University Time Once More

With summer flying by, I’m once again back at Uni. One of the reasons why it seems that it went so fast is because here I don’t finish until the end of June… whereas at home, colleges finish the end of May. So we got an extra month of holidays in Ireland. Here however, Chinese people get more holidays during Chinese New Year, and two months off during summer.

Having come back from travelling, studying Chinese had taken a break. Since Monday I’ve been back to Uni, so my studying is back underway again.

This semester we have decided to skip a level and move up to Level 5. Every level I’ve been in wasn’t exactly a struggle. I’d go in, learn and come back out. I knew I wasn’t really pushing myself.

That’s one of the reasons why I wanted to try 5. Plus doing all 10 levels would take 5 years….. so no thank you.

I’ve only had 2 days of class, but I know already It will be more difficult than before. Before, I understood everything that the teacher said and the Chinese she wrote on the board, and the grammar wasn’t too difficult either.

This time round, I don’t understand everything the teacher says… there are plenty of Chinese characters I don’t know…. oh and the grammar is tougher. Even the book content has jumped up a notch… with more difficult sentences and Chinese characters. I really need to preview everything before class now.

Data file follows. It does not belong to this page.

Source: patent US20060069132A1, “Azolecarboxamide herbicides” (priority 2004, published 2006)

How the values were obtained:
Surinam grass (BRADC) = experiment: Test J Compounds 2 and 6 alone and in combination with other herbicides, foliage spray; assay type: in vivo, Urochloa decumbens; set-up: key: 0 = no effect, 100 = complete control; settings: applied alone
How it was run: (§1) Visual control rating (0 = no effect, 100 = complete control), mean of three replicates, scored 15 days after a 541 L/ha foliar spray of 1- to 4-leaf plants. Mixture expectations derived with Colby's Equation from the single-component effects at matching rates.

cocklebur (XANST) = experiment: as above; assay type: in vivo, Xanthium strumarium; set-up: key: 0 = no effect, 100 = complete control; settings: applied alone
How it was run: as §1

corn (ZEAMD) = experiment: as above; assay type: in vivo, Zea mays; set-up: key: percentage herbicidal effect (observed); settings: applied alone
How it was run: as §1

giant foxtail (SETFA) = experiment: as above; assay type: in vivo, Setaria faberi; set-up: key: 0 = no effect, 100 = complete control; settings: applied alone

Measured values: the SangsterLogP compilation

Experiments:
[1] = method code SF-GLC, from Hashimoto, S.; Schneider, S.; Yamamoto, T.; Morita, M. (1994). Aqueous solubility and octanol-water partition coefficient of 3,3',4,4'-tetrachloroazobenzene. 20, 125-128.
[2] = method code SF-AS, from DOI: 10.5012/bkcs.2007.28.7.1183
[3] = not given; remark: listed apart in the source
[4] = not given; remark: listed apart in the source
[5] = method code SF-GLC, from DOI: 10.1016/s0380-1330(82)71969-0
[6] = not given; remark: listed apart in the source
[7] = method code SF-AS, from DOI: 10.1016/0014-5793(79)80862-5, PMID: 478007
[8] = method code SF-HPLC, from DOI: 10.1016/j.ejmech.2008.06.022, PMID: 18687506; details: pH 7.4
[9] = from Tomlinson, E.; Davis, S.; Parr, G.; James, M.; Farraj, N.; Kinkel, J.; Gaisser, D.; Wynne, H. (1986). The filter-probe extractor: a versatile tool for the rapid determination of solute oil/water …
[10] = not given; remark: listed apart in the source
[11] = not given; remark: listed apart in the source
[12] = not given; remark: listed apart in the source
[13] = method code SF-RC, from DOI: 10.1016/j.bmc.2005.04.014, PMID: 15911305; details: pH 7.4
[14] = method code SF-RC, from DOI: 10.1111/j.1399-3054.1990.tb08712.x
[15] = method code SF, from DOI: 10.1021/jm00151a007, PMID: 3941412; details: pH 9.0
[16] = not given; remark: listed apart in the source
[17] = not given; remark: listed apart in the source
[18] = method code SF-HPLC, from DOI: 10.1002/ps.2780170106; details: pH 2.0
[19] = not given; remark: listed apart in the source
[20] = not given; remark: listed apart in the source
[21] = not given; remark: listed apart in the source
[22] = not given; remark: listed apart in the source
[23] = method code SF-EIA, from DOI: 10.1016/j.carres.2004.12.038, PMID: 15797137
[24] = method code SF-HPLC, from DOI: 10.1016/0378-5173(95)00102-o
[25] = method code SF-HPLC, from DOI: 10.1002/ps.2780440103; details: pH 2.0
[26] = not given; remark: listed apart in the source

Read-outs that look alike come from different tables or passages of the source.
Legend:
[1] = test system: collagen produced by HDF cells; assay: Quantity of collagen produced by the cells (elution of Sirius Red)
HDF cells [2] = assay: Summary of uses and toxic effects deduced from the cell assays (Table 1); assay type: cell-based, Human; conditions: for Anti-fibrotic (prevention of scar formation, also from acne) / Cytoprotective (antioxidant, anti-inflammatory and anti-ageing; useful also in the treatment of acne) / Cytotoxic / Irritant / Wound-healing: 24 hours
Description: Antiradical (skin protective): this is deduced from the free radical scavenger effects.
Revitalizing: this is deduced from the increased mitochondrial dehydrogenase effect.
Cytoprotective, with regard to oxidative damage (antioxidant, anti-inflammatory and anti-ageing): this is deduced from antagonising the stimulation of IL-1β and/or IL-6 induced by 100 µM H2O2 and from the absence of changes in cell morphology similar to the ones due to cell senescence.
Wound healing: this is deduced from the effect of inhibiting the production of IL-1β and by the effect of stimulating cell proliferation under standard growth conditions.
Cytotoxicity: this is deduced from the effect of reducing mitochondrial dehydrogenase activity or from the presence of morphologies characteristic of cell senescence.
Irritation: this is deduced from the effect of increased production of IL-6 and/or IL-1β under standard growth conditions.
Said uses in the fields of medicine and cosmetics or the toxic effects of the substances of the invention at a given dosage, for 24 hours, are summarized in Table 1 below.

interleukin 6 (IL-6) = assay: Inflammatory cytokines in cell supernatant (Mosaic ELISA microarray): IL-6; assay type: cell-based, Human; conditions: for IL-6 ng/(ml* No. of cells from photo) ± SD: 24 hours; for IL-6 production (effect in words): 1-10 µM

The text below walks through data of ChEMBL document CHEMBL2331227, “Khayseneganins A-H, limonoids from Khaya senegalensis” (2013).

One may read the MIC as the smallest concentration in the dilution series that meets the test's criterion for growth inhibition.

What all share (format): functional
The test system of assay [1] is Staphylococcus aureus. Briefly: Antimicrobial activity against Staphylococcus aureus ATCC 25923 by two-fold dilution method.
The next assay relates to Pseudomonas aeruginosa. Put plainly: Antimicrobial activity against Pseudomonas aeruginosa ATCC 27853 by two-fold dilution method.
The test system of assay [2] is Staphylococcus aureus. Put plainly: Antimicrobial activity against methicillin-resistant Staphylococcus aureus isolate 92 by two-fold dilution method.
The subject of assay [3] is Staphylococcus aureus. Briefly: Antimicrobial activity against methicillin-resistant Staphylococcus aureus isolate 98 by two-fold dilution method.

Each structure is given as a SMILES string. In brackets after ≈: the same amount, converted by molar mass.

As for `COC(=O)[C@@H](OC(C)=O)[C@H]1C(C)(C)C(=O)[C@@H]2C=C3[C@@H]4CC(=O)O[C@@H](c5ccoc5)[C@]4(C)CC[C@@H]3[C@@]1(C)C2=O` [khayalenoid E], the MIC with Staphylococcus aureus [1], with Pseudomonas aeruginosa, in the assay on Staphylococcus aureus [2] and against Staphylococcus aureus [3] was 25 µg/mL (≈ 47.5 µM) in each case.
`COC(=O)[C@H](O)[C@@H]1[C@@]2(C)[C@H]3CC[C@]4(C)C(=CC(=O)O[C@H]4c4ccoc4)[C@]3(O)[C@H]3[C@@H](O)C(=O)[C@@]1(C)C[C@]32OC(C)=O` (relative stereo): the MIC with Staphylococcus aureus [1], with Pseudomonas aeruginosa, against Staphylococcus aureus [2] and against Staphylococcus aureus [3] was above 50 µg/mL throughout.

Only 6 of us moved to level 5 from our level 3 class, with some moving to 4. I’ve been with them since Level 2, so it’s a bit weird not being in the same class as them now.

And with every semester it seems as if my standard of Chinese is getting lower and lower. Level 2 my Chinese was better than most, 3… it was average… this time round… I feel it’s lower than a lot of peoples. But I suppose that just makes me realise that I need to continue learning.

I feel like my Chinese hasn’t improved at all, especially my speaking…. but then I remembered the first day we came to the school… we ended up going to the Level 5 classroom by accident. We asked the lady next to us what book she was using, as hers was different to ours.. and she showed us. Seeing all these Chinese characters made us quickly jump out of our chairs and head to our correct Level 1 classroom. At that time I knew zero characters… absolutely none.

Now, the teachers fills the whole board with characters which we have to read. Most of them I can read no problem… but it showed me that this time 1 year and a half ago, there was no way I could read them. . . so I suppose I did learn a lot since the time I started.